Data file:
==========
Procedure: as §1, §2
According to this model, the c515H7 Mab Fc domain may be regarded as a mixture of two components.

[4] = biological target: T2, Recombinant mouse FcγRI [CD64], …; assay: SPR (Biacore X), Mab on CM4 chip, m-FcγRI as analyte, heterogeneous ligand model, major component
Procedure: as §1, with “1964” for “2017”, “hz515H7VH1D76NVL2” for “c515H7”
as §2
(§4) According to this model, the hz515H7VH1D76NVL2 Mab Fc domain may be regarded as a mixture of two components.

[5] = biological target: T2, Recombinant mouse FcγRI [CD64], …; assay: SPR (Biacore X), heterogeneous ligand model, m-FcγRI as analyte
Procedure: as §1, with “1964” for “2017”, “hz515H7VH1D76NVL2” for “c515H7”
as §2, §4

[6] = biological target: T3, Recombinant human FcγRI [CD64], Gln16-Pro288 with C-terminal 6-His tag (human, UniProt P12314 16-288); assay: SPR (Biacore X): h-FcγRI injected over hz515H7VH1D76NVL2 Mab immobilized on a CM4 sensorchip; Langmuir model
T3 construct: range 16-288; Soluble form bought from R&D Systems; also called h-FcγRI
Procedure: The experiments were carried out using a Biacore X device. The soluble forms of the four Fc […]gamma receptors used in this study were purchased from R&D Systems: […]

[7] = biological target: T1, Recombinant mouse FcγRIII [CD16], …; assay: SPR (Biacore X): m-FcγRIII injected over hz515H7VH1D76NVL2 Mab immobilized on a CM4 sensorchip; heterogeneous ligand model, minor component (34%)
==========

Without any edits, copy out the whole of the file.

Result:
Procedure: as §1, §2
According to this model, the c515H7 Mab Fc domain may be regarded as a mixture of two components.

[4] = biological target: T2, Recombinant mouse FcγRI [CD64], …; assay: SPR (Biacore X), Mab on CM4 chip, m-FcγRI as analyte, heterogeneous ligand model, major component
Procedure: as §1, with “1964” for “2017”, “hz515H7VH1D76NVL2” for “c515H7”
as §2
(§4) According to this model, the hz515H7VH1D76NVL2 Mab Fc domain may be regarded as a mixture of two components.

[5] = biological target: T2, Recombinant mouse FcγRI [CD64], …; assay: SPR (Biacore X), heterogeneous ligand model, m-FcγRI as analyte
Procedure: as §1, with “1964” for “2017”, “hz515H7VH1D76NVL2” for “c515H7”
as §2, §4

[6] = biological target: T3, Recombinant human FcγRI [CD64], Gln16-Pro288 with C-terminal 6-His tag (human, UniProt P12314 16-288); assay: SPR (Biacore X): h-FcγRI injected over hz515H7VH1D76NVL2 Mab immobilized on a CM4 sensorchip; Langmuir model
T3 construct: range 16-288; Soluble form bought from R&D Systems; also called h-FcγRI
Procedure: The experiments were carried out using a Biacore X device. The soluble forms of the four Fc […]gamma receptors used in this study were purchased from R&D Systems: […]

[7] = biological target: T1, Recombinant mouse FcγRIII [CD16], …; assay: SPR (Biacore X): m-FcγRIII injected over hz515H7VH1D76NVL2 Mab immobilized on a CM4 sensorchip; heterogeneous ligand model, minor component (34%)